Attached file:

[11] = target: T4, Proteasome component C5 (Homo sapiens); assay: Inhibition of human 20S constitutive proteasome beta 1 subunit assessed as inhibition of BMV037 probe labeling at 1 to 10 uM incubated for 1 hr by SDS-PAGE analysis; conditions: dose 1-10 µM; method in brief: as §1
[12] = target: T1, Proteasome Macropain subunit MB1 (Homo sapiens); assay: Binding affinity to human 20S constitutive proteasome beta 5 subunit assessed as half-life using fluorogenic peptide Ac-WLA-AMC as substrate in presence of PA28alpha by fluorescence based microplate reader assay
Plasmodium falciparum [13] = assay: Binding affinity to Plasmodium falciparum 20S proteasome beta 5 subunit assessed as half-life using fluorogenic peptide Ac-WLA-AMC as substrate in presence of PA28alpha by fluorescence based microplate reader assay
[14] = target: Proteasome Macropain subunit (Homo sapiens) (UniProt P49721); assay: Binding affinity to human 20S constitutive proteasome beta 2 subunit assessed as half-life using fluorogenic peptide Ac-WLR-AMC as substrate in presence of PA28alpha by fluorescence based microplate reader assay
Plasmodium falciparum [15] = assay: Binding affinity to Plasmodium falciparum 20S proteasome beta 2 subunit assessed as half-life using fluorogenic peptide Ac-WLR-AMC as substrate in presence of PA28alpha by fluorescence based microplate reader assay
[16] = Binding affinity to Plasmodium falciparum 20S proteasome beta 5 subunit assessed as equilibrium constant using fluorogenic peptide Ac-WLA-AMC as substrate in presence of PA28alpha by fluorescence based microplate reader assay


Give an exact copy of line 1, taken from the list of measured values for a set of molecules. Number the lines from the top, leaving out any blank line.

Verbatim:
[11] = target: T4, Proteasome component C5 (Homo sapiens); assay: Inhibition of human 20S constitutive proteasome beta 1 subunit assessed as inhibition of BMV037 probe labeling at 1 to 10 uM incubated for 1 hr by SDS-PAGE analysis; conditions: dose 1-10 µM; method in brief: as §1